The HAE Response

After more than four years of design, development, and testing, HAE is now moving to the next level: becoming an independent provider of power (IPP) generated from ocean currents.

HAE’s Oceanus™ system offers the flexibility of utilizing various different engine turbine systems to allow for more efficient operation in different site-specific locations.

OceanusOceanus™ consists of two primary modules:  the “shroud” and the engine module, which is housed in the shroud.  But the shroud does more than simply house the engine module, it is designed to accelerate the velocity of the water flow as it passes through the engine module, thereby making it easier to extract more kinetic energy.  This makes Oceanus usable in offshore locations worldwide that wouldn’t generate electricity efficiently at the pace of normal incoming water flow from the currents.


Picture on the left is of an actual Shroud Correlation Test Rig upon its return from actual marine environment testing. (Click image for larger size)

The shroud has been tested both in computer simulations and real world underwater tests.

shroudMany computational fluid dynamic (CFD) simulations have been performed on several different variations of the shroud to confirm design characteristics, identify potential weaknesses and help engineers make design changes.  These computer simulations were then used so that the optimized shroud design could be fabricated and tested multiple times in real world environments, thereby verifying the accuracy of the CFD.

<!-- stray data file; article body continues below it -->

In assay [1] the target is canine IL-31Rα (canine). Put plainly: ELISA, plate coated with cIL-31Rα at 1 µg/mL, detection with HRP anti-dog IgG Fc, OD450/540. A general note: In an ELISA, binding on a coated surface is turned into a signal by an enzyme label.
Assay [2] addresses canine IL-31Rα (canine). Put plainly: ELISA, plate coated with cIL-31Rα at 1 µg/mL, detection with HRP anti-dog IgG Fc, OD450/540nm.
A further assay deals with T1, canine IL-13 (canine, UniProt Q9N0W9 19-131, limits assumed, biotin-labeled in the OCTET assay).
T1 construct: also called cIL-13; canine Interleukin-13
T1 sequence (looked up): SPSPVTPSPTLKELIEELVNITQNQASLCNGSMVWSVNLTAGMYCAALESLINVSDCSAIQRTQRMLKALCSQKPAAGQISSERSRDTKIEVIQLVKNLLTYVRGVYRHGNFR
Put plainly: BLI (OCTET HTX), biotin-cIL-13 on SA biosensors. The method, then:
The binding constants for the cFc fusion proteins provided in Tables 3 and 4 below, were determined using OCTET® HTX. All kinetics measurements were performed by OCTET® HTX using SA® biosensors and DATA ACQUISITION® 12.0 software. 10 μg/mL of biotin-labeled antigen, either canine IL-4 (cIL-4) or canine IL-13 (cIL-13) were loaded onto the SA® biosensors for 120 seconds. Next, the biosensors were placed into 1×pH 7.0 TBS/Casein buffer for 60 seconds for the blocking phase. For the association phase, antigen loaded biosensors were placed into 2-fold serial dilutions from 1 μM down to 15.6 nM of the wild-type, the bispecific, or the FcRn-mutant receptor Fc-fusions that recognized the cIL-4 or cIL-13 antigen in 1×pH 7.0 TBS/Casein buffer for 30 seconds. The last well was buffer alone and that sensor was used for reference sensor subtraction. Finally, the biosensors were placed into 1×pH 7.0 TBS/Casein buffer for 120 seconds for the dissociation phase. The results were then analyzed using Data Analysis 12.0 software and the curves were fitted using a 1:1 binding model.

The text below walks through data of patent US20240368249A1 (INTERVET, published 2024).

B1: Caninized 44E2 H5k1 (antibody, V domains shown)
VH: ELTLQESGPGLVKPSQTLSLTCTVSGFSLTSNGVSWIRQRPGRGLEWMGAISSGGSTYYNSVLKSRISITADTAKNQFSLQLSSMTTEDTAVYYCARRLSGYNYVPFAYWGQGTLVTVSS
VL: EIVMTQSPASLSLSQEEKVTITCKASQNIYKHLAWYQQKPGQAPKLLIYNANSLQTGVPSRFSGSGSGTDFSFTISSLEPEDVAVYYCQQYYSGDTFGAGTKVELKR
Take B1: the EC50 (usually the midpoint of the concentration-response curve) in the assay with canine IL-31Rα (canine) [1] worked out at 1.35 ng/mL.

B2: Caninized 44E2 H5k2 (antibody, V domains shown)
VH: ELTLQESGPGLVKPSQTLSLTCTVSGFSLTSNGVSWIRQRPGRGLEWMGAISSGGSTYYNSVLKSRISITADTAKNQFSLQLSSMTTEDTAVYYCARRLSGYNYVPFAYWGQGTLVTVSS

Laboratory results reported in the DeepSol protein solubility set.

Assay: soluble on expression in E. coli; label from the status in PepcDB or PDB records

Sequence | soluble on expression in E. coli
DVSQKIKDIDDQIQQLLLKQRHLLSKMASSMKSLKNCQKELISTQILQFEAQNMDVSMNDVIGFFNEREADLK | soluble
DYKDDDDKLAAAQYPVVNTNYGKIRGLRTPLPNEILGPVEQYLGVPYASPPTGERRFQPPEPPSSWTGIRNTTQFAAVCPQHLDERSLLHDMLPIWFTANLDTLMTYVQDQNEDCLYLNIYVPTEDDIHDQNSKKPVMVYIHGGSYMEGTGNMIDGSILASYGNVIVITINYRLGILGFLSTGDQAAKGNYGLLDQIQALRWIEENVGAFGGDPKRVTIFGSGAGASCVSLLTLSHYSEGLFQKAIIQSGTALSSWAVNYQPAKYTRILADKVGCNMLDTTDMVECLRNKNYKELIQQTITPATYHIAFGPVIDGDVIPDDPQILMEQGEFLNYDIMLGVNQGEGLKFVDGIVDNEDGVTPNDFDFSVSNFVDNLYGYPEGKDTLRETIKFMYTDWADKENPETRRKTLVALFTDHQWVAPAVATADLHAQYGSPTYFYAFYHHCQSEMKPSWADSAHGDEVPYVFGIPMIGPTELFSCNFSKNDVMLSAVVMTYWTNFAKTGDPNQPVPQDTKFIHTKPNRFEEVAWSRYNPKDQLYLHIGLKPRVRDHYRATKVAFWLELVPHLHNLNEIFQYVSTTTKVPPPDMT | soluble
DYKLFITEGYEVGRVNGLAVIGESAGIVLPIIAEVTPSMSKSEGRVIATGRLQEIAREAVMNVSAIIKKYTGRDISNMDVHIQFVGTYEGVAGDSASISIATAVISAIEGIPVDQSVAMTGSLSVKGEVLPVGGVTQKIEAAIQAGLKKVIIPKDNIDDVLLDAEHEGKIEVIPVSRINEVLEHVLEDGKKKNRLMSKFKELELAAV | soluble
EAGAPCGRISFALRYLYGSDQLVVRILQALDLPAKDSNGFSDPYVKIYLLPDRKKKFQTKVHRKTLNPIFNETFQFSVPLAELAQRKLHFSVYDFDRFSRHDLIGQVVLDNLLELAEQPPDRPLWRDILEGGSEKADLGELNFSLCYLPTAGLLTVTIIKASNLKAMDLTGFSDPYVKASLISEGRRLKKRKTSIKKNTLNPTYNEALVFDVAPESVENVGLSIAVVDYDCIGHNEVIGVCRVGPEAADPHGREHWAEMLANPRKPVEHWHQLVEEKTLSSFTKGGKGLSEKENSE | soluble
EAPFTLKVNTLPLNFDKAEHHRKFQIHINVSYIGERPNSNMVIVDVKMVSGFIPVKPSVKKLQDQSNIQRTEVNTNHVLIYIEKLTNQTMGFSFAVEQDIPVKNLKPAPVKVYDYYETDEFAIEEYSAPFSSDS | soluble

On the left is a photo of a 3D CAD design version of a Correlation Test Rig with its computer simulation test result.

The Oceanus engine module can use various engine turbine systems.

Seen in this picture is a Perpendicular Access Turbine (HAE Patent Application Pending)

Seen in this picture is a Perpendicular Access Turbine (HAE Patent Application Pending)

The modular design of an Oceanus unit (subject to ongoing refinement).

The modular design of an Oceanus unit (subject to ongoing refinement).

Testing different turbine systems allows HAE to understand the most efficient operation in different site-specific locations.  The Company has considered Perpendicular Access Turbines, a Gorlov turbine, a Darrieus turbine and an Axial turbine.  The engine module that is ultimately used will depend on which turbine system proves most efficient.  Although HAE has developed its own proprietary technology and continues to test various approaches, as an IPP the Company is focused on using whatever engine module will provide the most power at the best cost.

(Click images for larger size)

Now, HAE is about to launch its first full-scale real world test of its Oceanus system in the Indian Ocean off the east coast of South Africa.

paperAs explained in The Mercury newspaper of Durban, which is the major city in the eThekwini Municipality (population about 3.5 million), HAE’s Oceanus system will be the first in the South African region to harness the power of ocean currents to generate electricity.  Russell Curtis, head of the Durban Promotion Agency, noted that the project will “transform” the region’s green initiative, provide electricity to the people who live there and help fuel economic development for the region while neither creating any noise or interference with sea life.